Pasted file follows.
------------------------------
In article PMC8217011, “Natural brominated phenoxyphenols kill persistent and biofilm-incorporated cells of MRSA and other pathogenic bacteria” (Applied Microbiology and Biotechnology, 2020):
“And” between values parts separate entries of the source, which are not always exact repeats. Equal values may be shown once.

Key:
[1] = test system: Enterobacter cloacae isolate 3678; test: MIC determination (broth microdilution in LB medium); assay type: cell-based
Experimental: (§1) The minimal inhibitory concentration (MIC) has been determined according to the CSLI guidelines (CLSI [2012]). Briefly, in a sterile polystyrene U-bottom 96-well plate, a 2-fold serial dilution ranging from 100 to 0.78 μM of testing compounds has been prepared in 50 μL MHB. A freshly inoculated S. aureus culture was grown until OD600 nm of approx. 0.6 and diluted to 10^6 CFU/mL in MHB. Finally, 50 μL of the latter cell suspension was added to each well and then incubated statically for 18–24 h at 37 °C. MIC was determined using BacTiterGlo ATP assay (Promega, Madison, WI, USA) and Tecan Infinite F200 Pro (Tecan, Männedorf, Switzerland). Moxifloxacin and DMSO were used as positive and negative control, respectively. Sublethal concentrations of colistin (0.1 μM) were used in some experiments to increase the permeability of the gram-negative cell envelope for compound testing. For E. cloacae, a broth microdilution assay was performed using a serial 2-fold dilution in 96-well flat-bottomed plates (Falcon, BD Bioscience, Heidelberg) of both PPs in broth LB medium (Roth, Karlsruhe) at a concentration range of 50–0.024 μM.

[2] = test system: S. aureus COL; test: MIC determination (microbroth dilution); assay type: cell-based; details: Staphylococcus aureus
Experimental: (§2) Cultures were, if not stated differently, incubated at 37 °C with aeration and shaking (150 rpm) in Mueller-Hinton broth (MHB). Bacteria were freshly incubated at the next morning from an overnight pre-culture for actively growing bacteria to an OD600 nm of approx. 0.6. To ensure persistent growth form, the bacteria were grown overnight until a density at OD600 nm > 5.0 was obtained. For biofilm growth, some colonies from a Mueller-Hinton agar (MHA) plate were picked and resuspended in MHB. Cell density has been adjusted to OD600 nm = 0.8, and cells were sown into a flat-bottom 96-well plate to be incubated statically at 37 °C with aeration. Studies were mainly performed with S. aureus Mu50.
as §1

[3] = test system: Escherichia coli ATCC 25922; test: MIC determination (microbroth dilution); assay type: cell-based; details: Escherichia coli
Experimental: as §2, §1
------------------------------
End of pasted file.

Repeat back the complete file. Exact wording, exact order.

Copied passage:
In article PMC8217011, “Natural brominated phenoxyphenols kill persistent and biofilm-incorporated cells of MRSA and other pathogenic bacteria” (Applied Microbiology and Biotechnology, 2020):
“And” between values parts separate entries of the source, which are not always exact repeats. Equal values may be shown once.

Key:
[1] = test system: Enterobacter cloacae isolate 3678; test: MIC determination (broth microdilution in LB medium); assay type: cell-based
Experimental: (§1) The minimal inhibitory concentration (MIC) has been determined according to the CSLI guidelines (CLSI [2012]). Briefly, in a sterile polystyrene U-bottom 96-well plate, a 2-fold serial dilution ranging from 100 to 0.78 μM of testing compounds has been prepared in 50 μL MHB. A freshly inoculated S. aureus culture was grown until OD600 nm of approx. 0.6 and diluted to 10^6 CFU/mL in MHB. Finally, 50 μL of the latter cell suspension was added to each well and then incubated statically for 18–24 h at 37 °C. MIC was determined using BacTiterGlo ATP assay (Promega, Madison, WI, USA) and Tecan Infinite F200 Pro (Tecan, Männedorf, Switzerland). Moxifloxacin and DMSO were used as positive and negative control, respectively. Sublethal concentrations of colistin (0.1 μM) were used in some experiments to increase the permeability of the gram-negative cell envelope for compound testing. For E. cloacae, a broth microdilution assay was performed using a serial 2-fold dilution in 96-well flat-bottomed plates (Falcon, BD Bioscience, Heidelberg) of both PPs in broth LB medium (Roth, Karlsruhe) at a concentration range of 50–0.024 μM.

[2] = test system: S. aureus COL; test: MIC determination (microbroth dilution); assay type: cell-based; details: Staphylococcus aureus
Experimental: (§2) Cultures were, if not stated differently, incubated at 37 °C with aeration and shaking (150 rpm) in Mueller-Hinton broth (MHB). Bacteria were freshly incubated at the next morning from an overnight pre-culture for actively growing bacteria to an OD600 nm of approx. 0.6. To ensure persistent growth form, the bacteria were grown overnight until a density at OD600 nm > 5.0 was obtained. For biofilm growth, some colonies from a Mueller-Hinton agar (MHA) plate were picked and resuspended in MHB. Cell density has been adjusted to OD600 nm = 0.8, and cells were sown into a flat-bottom 96-well plate to be incubated statically at 37 °C with aeration. Studies were mainly performed with S. aureus Mu50.
as §1

[3] = test system: Escherichia coli ATCC 25922; test: MIC determination (microbroth dilution); assay type: cell-based; details: Escherichia coli
Experimental: as §2, §1